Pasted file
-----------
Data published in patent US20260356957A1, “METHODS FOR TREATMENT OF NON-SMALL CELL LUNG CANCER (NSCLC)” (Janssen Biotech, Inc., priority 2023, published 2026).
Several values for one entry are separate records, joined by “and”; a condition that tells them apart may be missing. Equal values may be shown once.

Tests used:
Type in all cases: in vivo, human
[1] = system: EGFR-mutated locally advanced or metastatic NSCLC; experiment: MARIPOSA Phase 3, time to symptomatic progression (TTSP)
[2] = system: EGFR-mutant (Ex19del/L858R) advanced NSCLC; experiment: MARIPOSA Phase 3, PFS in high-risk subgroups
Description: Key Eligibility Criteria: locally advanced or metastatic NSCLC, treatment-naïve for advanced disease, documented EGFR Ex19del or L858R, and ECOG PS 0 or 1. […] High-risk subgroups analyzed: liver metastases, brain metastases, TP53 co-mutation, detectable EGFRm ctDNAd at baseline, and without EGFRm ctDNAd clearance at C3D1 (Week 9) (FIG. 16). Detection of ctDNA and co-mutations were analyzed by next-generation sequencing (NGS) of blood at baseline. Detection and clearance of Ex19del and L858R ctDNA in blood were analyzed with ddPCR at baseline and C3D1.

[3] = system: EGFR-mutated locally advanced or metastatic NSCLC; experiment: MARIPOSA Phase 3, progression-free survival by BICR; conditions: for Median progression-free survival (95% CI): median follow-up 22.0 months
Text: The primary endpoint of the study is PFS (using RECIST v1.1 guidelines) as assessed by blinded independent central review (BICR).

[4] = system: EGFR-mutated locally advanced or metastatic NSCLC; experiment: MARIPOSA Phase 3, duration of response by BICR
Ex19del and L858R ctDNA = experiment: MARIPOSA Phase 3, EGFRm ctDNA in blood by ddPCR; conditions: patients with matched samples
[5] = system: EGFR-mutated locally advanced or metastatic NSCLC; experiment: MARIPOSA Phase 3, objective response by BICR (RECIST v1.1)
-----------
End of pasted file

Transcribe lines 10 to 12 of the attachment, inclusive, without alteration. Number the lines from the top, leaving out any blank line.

[4] = system: EGFR-mutated locally advanced or metastatic NSCLC; experiment: MARIPOSA Phase 3, duration of response by BICR
Ex19del and L858R ctDNA = experiment: MARIPOSA Phase 3, EGFRm ctDNA in blood by ddPCR; conditions: patients with matched samples
[5] = system: EGFR-mutated locally advanced or metastatic NSCLC; experiment: MARIPOSA Phase 3, objective response by BICR (RECIST v1.1)